speakers animated
The internal speaker system on the FP-30 is rated at 11 watts per side in stereo for a total of 22 watts of power going through 2 good speakers in a separate sound chamber inside in the piano which is unusual to find in this price range.
The internal speaker system was surprisingly full and loud and really puts out a good volume especially as compared to other portable digital pianos under $700 such as the Yamaha P-125 and Kawai ES-110 each with a total of 14 watts of power and the Casio PX-360 each with a total of 16 watts of power. However it should be noted that lower power does not necessarily mean lower volume because the type of internal speakers being used and the quality of the amplifier circuitry does make a difference, so the volume and fullness of the piano sound even on 14 & 16 watt digital pianos, like the ones I just mentioned, are still very impressive. Even though the FP-30 puts out a maximum of 22 watts of power, it only consumes 8 watts of power when played at about medium or half volume. As you raise the volume of any digital piano it will consume more energy. The sound from the internal speaker system will definitely fill up a room and has good bass response too.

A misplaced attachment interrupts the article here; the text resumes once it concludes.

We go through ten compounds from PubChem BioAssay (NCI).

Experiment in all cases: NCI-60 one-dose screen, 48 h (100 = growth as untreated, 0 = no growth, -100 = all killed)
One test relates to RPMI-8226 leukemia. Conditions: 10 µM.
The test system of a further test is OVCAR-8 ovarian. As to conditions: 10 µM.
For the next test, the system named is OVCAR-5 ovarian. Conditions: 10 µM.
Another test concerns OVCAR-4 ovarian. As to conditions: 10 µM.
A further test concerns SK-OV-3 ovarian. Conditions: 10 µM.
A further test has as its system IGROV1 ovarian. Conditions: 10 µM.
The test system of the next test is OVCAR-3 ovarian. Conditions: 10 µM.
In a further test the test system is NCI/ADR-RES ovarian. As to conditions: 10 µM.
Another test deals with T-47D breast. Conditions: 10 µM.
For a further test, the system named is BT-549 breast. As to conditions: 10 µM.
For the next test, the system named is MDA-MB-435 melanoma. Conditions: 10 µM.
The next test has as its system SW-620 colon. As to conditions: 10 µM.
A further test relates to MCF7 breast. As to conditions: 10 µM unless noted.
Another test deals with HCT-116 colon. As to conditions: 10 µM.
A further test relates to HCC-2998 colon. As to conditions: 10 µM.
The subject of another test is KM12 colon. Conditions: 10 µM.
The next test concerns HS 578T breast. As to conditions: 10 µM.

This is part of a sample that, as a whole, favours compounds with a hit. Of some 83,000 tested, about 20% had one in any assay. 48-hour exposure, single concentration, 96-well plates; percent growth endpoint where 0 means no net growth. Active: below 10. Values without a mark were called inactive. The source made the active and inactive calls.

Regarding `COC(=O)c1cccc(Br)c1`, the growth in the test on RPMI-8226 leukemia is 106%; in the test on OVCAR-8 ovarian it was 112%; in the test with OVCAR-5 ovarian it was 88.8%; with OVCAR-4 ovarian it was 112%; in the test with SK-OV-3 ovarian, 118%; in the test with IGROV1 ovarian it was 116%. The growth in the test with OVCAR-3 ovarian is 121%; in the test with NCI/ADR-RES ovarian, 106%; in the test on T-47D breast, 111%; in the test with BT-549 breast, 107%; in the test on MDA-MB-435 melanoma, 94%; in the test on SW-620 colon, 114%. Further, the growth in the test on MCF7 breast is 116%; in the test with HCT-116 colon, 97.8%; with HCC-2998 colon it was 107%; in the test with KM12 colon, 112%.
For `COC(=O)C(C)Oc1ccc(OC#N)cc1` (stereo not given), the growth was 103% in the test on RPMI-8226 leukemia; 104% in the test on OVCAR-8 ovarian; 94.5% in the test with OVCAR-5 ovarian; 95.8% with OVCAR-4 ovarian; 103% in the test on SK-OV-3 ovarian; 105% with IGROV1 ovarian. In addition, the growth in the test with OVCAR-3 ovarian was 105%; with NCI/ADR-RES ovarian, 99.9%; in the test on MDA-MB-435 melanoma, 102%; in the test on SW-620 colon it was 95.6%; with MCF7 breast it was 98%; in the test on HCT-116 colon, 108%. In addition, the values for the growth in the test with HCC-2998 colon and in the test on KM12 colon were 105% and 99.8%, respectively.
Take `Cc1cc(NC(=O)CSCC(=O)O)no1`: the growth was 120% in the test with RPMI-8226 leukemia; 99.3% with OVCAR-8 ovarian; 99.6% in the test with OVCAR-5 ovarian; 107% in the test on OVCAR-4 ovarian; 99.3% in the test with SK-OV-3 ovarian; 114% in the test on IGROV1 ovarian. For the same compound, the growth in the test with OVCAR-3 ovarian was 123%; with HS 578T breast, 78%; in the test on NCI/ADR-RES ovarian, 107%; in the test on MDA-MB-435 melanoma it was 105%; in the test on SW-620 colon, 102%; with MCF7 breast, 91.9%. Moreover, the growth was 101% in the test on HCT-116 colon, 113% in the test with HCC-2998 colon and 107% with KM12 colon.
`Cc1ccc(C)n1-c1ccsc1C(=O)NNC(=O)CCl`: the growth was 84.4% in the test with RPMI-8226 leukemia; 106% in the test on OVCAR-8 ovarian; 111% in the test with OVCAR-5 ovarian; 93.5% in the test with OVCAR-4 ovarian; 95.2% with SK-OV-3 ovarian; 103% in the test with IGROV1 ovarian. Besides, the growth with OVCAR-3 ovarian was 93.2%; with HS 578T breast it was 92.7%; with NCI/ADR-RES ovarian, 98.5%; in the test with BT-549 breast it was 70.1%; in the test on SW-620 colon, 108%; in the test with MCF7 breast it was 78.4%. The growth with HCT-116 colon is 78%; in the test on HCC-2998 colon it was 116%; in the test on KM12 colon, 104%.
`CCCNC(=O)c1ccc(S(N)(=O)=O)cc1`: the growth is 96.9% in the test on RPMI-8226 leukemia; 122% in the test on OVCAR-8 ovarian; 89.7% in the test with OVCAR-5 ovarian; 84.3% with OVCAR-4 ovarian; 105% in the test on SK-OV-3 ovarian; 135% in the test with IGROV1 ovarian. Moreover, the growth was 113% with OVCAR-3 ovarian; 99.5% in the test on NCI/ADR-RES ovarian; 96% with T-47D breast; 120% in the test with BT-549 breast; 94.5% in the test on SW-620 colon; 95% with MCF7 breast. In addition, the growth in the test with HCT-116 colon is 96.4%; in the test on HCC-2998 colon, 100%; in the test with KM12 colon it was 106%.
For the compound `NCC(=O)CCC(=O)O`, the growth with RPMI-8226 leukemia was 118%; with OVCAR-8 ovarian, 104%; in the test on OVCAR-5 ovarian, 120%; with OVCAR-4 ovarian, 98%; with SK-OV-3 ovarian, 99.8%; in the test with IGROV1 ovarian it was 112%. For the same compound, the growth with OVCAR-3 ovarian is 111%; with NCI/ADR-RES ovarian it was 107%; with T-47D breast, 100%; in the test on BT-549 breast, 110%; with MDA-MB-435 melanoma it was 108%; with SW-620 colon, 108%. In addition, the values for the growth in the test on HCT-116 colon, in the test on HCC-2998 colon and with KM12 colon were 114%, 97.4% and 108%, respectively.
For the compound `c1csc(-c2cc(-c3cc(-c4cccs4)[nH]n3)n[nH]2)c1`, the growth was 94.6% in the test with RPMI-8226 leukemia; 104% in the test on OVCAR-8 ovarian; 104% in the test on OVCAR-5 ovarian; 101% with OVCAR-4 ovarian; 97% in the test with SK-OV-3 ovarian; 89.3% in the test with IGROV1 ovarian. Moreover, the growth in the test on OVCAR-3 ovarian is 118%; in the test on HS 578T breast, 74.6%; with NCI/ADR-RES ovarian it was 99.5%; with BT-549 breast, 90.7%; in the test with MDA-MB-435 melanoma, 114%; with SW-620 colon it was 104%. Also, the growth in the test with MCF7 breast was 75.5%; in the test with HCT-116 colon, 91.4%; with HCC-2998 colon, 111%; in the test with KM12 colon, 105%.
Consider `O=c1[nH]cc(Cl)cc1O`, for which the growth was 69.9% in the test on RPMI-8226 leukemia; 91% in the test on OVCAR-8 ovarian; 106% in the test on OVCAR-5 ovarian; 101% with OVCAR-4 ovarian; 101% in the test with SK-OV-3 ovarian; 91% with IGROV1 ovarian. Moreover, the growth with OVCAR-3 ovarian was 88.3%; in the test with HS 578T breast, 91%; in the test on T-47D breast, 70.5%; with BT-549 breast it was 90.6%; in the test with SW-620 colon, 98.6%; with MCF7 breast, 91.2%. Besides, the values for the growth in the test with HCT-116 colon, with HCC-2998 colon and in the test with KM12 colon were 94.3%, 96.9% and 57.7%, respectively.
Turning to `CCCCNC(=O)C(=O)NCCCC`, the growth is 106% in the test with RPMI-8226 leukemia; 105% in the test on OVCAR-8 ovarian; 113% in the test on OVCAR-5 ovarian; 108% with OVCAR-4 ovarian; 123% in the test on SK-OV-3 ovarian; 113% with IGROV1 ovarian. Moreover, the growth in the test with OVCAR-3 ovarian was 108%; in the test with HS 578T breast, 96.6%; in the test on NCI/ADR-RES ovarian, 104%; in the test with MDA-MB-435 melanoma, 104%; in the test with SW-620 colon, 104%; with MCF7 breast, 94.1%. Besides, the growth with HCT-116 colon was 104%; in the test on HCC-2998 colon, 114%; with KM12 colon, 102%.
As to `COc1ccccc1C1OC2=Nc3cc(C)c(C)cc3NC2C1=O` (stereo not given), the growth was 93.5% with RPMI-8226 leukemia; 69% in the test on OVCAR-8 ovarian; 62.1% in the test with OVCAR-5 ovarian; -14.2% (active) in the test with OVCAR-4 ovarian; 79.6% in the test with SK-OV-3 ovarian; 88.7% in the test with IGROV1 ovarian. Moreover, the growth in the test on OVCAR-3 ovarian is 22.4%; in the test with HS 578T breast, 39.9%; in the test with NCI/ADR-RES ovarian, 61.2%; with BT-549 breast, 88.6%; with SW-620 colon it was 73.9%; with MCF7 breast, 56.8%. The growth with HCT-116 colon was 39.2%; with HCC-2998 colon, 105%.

Roland FP30 Digital Piano Review -
As far as connectivity in the FP-30, other than USB output to computer & Tablet along with USB flash drive input which are very nice features which I previously mentioned, the FP-30 also has 2 headphone jacks with one being a mini jack and the other a 1/4″ headphone jack.
If you want to connect to an external sound system you would need to do that through the 1/4″ stereo headphone jack. Unfortunately, there are no direct line outputs to connect with external speaker systems like there are on other portable digital pianos such as the Kawai ES110 ($699). I personally much prefer separate line outputs to external speakers because I really don’t want to connect with the headphone jack as it is not normally as efficient and the headphone jacks are typically on or near the front of the piano as opposed to line out jacks normally being on the back of the piano where they should be. Roland FP30 Digital Piano Review - AZPianoNews.comThe internal speaker system is good enough overall if you are playing it at home or in a smaller room so that you definitely don’t need to connect to external speakers in those situations. Another useful connector that is not on the FP-30 is an audio input jack. This is helpful to connecting to external audio devices and running the sound through the piano such as from an iPad, Android, CD player, computer, iPod, etc. I will say that the Yamaha P-125 and Kawai ES110 do not have input jacks either so Roland is definitely not alone in this way, but it would have been well worth it in my opinion. Casio does have both line out and audio input jacks in their new CGP-700 ($849 internet discount price) which is an impressive portable piano but also a bit more money than the other ones I’ve mentioned, but it does include a furniture stand at that price with a built-in 20-watt stereo speaker system that gives the entire piano about 40 watts of power.